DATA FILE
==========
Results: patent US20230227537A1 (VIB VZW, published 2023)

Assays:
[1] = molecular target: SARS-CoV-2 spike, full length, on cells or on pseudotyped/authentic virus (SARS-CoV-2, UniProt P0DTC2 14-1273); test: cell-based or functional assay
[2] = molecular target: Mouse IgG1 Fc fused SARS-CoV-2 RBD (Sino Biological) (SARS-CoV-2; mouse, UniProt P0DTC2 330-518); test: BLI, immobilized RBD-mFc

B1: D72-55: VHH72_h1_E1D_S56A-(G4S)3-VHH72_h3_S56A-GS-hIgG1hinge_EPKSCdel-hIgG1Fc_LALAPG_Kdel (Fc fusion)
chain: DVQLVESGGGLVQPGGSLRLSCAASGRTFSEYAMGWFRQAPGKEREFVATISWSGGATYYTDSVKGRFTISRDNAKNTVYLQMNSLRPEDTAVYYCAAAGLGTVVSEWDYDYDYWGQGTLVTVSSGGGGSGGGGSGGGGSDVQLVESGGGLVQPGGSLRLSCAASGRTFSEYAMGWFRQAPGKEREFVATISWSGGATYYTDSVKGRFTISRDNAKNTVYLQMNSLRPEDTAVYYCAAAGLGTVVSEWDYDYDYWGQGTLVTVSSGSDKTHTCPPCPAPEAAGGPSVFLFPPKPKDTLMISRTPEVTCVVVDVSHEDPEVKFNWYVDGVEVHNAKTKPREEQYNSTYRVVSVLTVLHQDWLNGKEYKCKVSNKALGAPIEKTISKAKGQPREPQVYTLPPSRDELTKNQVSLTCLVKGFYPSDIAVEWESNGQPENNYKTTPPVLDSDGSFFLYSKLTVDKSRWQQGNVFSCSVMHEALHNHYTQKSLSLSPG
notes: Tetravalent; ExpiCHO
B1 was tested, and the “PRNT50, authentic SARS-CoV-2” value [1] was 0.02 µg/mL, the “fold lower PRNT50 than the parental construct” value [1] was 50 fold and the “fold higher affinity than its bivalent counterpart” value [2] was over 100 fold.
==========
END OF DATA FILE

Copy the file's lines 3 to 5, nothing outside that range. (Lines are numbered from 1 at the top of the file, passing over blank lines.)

[1] = molecular target: SARS-CoV-2 spike, full length, on cells or on pseudotyped/authentic virus (SARS-CoV-2, UniProt P0DTC2 14-1273); test: cell-based or functional assay
[2] = molecular target: Mouse IgG1 Fc fused SARS-CoV-2 RBD (Sino Biological) (SARS-CoV-2; mouse, UniProt P0DTC2 330-518); test: BLI, immobilized RBD-mFc

B1: D72-55: VHH72_h1_E1D_S56A-(G4S)3-VHH72_h3_S56A-GS-hIgG1hinge_EPKSCdel-hIgG1Fc_LALAPG_Kdel (Fc fusion)